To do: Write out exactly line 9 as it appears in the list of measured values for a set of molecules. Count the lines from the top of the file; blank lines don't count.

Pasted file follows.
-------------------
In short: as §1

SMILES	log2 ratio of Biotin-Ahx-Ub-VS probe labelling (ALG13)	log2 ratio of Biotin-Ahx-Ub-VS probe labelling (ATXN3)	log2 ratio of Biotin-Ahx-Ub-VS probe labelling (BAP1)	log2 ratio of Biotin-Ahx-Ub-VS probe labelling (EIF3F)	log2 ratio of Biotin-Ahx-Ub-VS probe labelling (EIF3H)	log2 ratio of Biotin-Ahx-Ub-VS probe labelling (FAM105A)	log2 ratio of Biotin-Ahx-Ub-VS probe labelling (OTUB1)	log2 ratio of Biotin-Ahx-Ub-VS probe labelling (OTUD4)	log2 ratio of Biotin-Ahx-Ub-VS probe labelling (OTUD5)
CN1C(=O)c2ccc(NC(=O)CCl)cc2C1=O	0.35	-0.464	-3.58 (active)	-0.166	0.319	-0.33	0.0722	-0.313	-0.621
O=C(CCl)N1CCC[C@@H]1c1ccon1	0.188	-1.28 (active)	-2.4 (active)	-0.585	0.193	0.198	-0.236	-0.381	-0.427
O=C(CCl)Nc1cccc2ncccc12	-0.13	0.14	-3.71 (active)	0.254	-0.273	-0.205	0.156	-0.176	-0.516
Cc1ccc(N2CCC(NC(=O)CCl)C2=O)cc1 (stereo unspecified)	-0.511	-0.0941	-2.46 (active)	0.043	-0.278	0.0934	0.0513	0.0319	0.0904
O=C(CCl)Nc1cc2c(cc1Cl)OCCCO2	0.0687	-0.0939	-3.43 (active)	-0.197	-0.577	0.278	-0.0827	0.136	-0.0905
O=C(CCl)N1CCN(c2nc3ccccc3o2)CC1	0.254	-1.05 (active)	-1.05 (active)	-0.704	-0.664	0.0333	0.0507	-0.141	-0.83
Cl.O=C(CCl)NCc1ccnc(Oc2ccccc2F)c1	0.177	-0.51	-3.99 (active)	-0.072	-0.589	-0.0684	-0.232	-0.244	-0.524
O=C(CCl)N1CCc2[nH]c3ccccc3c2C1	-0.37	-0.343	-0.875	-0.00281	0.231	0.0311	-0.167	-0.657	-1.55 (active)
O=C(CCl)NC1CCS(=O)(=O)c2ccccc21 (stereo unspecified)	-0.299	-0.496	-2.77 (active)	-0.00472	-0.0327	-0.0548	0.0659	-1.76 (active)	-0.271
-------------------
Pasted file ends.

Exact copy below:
Cl.O=C(CCl)NCc1ccnc(Oc2ccccc2F)c1	0.177	-0.51	-3.99 (active)	-0.072	-0.589	-0.0684	-0.232	-0.244	-0.524